John Wesley Instructs His Followers To Sing

This post was has been somewhat inspired by a post from a blogfriend about singing. John Wesley of course knew the long history and liturgical importance of hymn-singing. His brother Charles of course knew even better. Charles Wesley wrote a few thousand hymns including the hymn that has traditionally been the first hymn in every Methodist hymnal: O For a Thousand Tongues to Sing.

John Wesley also knew the importance of “orderly” singing. He saw that even in singing hymns our egos can be active. Here follow John Wesley’s directions for singing:

I. Learn these tunes before you learn any others; afterwards learn as many as you please.

II. Sing them exactly as they are printed here, without altering or mending them at all; and if you have learned to sing them otherwise, unlearn it as soon as you can.

III. Sing all. See that you join with the congregation as frequently as you can. Let not a slight degree of weakness or weariness hinder you. If it is a cross to you, take it up, and you will find it a blessing.

IV. Sing lustily and with good courage. Beware of singing as if you were half dead, or half asleep; but lift up your voice with strength. Be no more afraid of your voice now, nor more ashamed of its being heard, than when you sung the songs of Satan.

V. Sing modestly. Do not bawl, so as to be heard above or distinct from the rest of the congregation, that you may not destroy the harmony; but strive to unite your voices together, so as to make one clear melodious sound.

VI. Sing in time. Whatever time is sung, be sure to keep with it. Do not run before nor stay behind it; but attend close to the leading voices, and move therewith as exactly as you can; and take care not to sing too slow. This drawling way naturally steals on all who are lazy; and it is high time to drive it out from us, and sing all our tunes just as quick as we did at first.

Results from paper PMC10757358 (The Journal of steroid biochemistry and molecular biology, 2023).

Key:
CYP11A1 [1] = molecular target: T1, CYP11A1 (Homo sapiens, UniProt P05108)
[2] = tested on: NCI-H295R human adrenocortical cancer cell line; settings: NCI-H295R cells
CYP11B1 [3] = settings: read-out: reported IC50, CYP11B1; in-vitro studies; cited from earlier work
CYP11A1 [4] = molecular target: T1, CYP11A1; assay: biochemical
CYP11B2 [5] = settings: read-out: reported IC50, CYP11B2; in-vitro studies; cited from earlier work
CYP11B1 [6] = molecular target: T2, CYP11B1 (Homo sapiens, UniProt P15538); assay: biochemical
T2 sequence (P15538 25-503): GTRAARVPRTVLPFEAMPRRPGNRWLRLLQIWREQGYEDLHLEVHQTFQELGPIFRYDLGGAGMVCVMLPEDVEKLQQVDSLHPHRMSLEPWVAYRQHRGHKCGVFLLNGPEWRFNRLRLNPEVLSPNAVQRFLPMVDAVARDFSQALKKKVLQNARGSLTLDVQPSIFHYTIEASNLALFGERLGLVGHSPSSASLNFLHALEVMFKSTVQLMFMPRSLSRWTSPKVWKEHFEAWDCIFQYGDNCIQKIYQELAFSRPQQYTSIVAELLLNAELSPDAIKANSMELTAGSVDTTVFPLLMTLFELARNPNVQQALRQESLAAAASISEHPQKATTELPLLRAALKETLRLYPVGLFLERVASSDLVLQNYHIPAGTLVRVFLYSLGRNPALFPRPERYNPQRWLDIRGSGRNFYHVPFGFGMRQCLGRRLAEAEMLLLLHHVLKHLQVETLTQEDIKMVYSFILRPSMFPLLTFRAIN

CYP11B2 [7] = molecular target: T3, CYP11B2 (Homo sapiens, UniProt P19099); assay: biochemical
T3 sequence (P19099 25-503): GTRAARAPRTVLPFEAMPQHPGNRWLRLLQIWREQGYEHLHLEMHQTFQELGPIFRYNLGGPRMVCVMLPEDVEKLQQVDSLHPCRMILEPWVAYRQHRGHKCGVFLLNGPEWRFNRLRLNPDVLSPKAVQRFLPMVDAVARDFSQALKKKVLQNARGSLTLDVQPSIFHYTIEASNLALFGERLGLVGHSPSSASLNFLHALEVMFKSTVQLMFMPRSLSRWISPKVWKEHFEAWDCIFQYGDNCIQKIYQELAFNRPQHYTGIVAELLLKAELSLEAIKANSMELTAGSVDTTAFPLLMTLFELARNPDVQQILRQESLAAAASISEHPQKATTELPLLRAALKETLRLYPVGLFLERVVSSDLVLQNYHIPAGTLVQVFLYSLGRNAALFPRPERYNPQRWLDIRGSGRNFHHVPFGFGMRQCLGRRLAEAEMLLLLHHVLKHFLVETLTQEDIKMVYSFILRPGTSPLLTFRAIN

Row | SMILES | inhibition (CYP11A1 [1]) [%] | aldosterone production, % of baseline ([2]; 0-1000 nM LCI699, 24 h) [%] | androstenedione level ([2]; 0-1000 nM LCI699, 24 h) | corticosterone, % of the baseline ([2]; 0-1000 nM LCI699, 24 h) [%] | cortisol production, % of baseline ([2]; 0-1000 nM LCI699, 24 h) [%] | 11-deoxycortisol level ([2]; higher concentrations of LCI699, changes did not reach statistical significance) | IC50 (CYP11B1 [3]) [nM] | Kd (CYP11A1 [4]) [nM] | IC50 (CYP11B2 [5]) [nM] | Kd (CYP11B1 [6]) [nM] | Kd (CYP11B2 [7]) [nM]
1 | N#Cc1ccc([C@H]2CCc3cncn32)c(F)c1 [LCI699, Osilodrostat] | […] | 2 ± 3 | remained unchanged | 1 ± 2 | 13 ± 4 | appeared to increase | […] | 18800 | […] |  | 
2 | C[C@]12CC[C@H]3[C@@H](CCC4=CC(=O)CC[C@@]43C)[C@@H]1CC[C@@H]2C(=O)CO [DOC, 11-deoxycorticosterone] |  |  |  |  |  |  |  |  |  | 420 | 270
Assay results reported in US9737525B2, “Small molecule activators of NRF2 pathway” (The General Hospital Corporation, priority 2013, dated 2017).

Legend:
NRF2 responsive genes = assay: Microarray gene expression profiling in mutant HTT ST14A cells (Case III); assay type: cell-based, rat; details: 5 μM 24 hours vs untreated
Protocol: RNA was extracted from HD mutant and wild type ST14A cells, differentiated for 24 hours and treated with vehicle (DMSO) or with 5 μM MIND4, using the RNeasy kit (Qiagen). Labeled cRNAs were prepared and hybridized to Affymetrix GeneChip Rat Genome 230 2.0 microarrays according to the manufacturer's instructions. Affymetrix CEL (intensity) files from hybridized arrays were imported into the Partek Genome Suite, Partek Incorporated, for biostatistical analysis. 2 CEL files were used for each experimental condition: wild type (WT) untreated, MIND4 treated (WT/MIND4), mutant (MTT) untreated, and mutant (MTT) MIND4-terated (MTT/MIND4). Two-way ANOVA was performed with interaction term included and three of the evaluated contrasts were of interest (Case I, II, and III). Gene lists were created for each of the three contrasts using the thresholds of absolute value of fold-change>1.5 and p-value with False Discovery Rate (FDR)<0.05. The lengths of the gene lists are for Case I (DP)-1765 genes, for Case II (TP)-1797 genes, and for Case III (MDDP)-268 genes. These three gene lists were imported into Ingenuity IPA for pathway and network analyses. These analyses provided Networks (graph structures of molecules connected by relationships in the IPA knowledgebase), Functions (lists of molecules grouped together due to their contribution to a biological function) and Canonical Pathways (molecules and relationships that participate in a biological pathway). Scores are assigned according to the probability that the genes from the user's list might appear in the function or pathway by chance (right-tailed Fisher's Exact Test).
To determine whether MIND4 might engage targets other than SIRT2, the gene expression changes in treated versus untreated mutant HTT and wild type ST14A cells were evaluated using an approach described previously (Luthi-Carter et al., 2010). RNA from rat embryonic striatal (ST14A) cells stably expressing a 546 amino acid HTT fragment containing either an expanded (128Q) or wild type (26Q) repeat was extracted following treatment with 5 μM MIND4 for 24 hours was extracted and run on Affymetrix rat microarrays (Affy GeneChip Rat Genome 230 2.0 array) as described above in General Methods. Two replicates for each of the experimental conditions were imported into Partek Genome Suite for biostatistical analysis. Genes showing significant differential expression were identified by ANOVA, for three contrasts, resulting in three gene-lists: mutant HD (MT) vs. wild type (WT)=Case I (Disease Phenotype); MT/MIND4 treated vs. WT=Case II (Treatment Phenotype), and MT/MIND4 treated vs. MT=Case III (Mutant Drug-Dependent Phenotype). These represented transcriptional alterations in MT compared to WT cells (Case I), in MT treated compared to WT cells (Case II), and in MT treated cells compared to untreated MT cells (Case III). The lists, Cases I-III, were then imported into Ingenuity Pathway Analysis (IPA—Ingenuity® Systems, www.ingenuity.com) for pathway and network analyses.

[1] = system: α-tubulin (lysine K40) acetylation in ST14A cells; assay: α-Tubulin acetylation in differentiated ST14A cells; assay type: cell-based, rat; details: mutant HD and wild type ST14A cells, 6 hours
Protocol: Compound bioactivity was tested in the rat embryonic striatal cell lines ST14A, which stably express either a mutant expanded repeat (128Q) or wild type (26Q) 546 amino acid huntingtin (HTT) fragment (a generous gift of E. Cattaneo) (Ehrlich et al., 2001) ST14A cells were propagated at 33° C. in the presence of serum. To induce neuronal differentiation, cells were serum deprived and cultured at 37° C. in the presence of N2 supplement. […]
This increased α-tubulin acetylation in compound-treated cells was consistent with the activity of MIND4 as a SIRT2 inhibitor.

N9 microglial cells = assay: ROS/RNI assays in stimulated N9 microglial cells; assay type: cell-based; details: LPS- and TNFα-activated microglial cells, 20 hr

VII. Above all sing spiritually. Have an eye to God in every word you sing. Aim at pleasing him more than yourself, or any other creature. In order to do this attend strictly to the sense of what you sing, and see that your heart is not carried away with the sound, but offered to God continually; so shall your singing be such as the Lord will approve here, and reward you when he cometh in the clouds of heaven.

So you can see why the Methodist Church has often said that our hymnal is our centerpiece of theology. And I think Wesley’s directions are a decent guideline for church singing. After all, what’s the worst that could happen?

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~ by crossingthebosporus on September 10, 2012.

9 Responses to “John Wesley Instructs His Followers To Sing”

  1. The worst that can happen? We make a joyful noise unto the Lord! and that’s not bad either πŸ™‚

  2. A gruesome lesson in the worst at the end, my friend – but what a good post, which underlines the importance of doing it for God, not ourselves :

  3. Just ran across this and thought you might find it appropriate, as well.

    β€œAlas for those that never sing, but die with all their music in them.” β€” Oliver Wendell Holmes

    • I’ll have to keep that in mind whenever my wife gets upset at me singing along to William Shatner!

      • I’d have to admit that William Shatner is an acquired taste, personally my favorite sing a-long piece is Lorne Greene’s “Ringo”. πŸ™‚

      • I consider finding really bad music a hobby. And by “bad,” I don’t mean the typical run-of-the-mill commercial schlock that is cranked out by the handful. I mean people like William Shatner or Lenoard Nimoy (Ballad of Bilbo Baggins) who really thought they had singing talent and really put their heart into the effort. It takes something to wholeheartedly be so completely awful and I tip my hat to these rarefied few, these happy band of artistes.

      • Those two may be the greatest examples of that art (lessness). I have no idea how one gets so in love with oneself to think that they actually have talent.

        Lorne Greene on the other hand, picked material that suied his talent, i’s actually pretty good.

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